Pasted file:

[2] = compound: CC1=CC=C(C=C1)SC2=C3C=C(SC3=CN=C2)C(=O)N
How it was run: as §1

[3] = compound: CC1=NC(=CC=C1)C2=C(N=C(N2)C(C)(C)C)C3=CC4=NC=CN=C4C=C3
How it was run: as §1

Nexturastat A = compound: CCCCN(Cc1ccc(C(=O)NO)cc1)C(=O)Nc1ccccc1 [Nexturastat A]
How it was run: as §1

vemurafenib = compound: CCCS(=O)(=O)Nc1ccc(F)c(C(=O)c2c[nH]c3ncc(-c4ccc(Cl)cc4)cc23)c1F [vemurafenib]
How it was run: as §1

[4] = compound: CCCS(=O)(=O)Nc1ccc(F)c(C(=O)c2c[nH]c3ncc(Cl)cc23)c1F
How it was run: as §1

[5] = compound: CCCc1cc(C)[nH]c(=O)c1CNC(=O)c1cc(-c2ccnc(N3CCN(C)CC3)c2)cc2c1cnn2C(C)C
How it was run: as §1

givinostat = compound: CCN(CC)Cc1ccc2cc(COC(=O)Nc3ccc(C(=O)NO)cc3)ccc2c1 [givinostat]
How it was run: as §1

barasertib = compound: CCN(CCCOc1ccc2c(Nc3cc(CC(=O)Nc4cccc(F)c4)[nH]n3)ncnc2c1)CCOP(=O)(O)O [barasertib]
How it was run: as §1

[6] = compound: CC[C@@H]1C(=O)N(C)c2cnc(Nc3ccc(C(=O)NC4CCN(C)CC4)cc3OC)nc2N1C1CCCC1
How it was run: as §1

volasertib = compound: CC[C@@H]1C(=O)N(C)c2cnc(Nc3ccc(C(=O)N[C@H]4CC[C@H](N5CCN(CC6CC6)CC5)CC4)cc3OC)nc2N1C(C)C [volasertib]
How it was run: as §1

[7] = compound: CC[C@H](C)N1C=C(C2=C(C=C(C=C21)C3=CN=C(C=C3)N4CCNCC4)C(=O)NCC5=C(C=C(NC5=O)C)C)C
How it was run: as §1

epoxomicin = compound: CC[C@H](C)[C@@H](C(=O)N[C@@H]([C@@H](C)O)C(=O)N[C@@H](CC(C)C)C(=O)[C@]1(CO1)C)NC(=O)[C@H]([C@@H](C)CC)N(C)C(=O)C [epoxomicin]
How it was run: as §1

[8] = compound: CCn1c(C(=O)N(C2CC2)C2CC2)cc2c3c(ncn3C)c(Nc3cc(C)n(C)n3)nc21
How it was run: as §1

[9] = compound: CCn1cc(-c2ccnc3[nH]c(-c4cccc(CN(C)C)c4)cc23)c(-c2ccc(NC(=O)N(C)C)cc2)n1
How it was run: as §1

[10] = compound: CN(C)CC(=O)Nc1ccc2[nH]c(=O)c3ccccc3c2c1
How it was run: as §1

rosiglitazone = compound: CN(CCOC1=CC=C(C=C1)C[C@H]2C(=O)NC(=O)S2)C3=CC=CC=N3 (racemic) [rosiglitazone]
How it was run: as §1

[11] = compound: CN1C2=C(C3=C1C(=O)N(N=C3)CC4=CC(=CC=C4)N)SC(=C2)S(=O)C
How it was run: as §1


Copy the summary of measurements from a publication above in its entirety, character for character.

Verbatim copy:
[2] = compound: CC1=CC=C(C=C1)SC2=C3C=C(SC3=CN=C2)C(=O)N
How it was run: as §1

[3] = compound: CC1=NC(=CC=C1)C2=C(N=C(N2)C(C)(C)C)C3=CC4=NC=CN=C4C=C3
How it was run: as §1

Nexturastat A = compound: CCCCN(Cc1ccc(C(=O)NO)cc1)C(=O)Nc1ccccc1 [Nexturastat A]
How it was run: as §1

vemurafenib = compound: CCCS(=O)(=O)Nc1ccc(F)c(C(=O)c2c[nH]c3ncc(-c4ccc(Cl)cc4)cc23)c1F [vemurafenib]
How it was run: as §1

[4] = compound: CCCS(=O)(=O)Nc1ccc(F)c(C(=O)c2c[nH]c3ncc(Cl)cc23)c1F
How it was run: as §1

[5] = compound: CCCc1cc(C)[nH]c(=O)c1CNC(=O)c1cc(-c2ccnc(N3CCN(C)CC3)c2)cc2c1cnn2C(C)C
How it was run: as §1

givinostat = compound: CCN(CC)Cc1ccc2cc(COC(=O)Nc3ccc(C(=O)NO)cc3)ccc2c1 [givinostat]
How it was run: as §1

barasertib = compound: CCN(CCCOc1ccc2c(Nc3cc(CC(=O)Nc4cccc(F)c4)[nH]n3)ncnc2c1)CCOP(=O)(O)O [barasertib]
How it was run: as §1

[6] = compound: CC[C@@H]1C(=O)N(C)c2cnc(Nc3ccc(C(=O)NC4CCN(C)CC4)cc3OC)nc2N1C1CCCC1
How it was run: as §1

volasertib = compound: CC[C@@H]1C(=O)N(C)c2cnc(Nc3ccc(C(=O)N[C@H]4CC[C@H](N5CCN(CC6CC6)CC5)CC4)cc3OC)nc2N1C(C)C [volasertib]
How it was run: as §1

[7] = compound: CC[C@H](C)N1C=C(C2=C(C=C(C=C21)C3=CN=C(C=C3)N4CCNCC4)C(=O)NCC5=C(C=C(NC5=O)C)C)C
How it was run: as §1

epoxomicin = compound: CC[C@H](C)[C@@H](C(=O)N[C@@H]([C@@H](C)O)C(=O)N[C@@H](CC(C)C)C(=O)[C@]1(CO1)C)NC(=O)[C@H]([C@@H](C)CC)N(C)C(=O)C [epoxomicin]
How it was run: as §1

[8] = compound: CCn1c(C(=O)N(C2CC2)C2CC2)cc2c3c(ncn3C)c(Nc3cc(C)n(C)n3)nc21
How it was run: as §1

[9] = compound: CCn1cc(-c2ccnc3[nH]c(-c4cccc(CN(C)C)c4)cc23)c(-c2ccc(NC(=O)N(C)C)cc2)n1
How it was run: as §1

[10] = compound: CN(C)CC(=O)Nc1ccc2[nH]c(=O)c3ccccc3c2c1
How it was run: as §1

rosiglitazone = compound: CN(CCOC1=CC=C(C=C1)C[C@H]2C(=O)NC(=O)S2)C3=CC=CC=N3 (racemic) [rosiglitazone]
How it was run: as §1

[11] = compound: CN1C2=C(C3=C1C(=O)N(N=C3)CC4=CC(=CC=C4)N)SC(=C2)S(=O)C
How it was run: as §1